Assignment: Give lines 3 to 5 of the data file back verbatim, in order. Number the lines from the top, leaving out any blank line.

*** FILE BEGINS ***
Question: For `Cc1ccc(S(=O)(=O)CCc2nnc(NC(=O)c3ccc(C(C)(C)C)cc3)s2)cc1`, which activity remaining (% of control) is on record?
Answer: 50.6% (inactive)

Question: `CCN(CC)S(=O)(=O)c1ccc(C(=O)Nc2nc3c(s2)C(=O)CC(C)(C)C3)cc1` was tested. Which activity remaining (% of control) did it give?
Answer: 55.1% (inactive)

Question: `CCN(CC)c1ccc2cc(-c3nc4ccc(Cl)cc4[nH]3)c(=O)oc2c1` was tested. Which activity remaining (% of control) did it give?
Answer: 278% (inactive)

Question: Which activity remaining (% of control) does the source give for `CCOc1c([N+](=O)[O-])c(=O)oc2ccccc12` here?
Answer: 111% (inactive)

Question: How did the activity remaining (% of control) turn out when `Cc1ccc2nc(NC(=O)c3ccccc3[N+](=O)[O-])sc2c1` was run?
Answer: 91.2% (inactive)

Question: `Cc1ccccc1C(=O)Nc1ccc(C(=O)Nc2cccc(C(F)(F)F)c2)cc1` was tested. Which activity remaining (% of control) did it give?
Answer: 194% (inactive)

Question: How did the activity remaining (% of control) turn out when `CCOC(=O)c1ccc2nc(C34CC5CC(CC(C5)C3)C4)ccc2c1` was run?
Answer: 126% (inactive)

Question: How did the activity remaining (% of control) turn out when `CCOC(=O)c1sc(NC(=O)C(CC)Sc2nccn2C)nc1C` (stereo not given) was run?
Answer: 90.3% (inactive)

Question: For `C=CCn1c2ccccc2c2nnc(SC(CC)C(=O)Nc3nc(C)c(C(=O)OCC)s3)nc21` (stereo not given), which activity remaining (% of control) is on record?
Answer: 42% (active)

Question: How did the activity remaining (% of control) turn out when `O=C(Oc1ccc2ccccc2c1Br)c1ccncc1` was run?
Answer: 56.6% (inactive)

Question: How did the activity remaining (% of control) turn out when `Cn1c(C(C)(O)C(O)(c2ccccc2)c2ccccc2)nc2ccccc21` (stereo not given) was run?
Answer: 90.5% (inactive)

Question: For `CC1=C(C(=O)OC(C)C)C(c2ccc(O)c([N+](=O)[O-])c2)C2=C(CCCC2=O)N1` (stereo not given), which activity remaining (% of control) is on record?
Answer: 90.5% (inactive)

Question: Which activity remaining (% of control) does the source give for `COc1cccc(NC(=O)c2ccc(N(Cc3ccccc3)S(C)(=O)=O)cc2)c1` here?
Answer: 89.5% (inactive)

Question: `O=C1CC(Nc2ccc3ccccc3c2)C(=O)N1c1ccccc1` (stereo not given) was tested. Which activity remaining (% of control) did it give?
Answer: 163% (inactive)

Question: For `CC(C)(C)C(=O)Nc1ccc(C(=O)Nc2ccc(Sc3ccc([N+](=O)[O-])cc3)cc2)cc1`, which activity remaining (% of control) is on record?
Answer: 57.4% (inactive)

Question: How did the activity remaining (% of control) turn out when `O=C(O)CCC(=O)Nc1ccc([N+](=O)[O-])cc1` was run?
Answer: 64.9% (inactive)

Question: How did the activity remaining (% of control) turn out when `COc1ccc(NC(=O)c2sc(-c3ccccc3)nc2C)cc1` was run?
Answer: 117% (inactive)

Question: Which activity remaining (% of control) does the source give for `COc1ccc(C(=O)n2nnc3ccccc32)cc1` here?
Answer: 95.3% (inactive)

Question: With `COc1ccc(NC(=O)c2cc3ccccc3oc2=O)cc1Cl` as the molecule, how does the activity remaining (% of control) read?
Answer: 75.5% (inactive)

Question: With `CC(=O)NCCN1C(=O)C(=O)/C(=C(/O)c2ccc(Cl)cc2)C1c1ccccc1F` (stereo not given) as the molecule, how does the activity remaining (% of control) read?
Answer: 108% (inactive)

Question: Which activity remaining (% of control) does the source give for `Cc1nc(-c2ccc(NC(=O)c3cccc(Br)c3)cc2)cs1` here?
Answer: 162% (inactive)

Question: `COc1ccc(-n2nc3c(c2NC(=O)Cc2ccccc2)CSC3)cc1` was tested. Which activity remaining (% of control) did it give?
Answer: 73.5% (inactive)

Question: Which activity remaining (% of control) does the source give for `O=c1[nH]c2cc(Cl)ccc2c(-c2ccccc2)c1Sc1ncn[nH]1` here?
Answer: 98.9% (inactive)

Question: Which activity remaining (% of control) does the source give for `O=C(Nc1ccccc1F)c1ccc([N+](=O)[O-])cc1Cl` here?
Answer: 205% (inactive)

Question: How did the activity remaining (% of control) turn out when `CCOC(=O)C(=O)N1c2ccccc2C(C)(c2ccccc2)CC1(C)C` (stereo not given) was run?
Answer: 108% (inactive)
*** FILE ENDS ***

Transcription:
Question: `CCN(CC)S(=O)(=O)c1ccc(C(=O)Nc2nc3c(s2)C(=O)CC(C)(C)C3)cc1` was tested. Which activity remaining (% of control) did it give?
Answer: 55.1% (inactive)

Question: `CCN(CC)c1ccc2cc(-c3nc4ccc(Cl)cc4[nH]3)c(=O)oc2c1` was tested. Which activity remaining (% of control) did it give?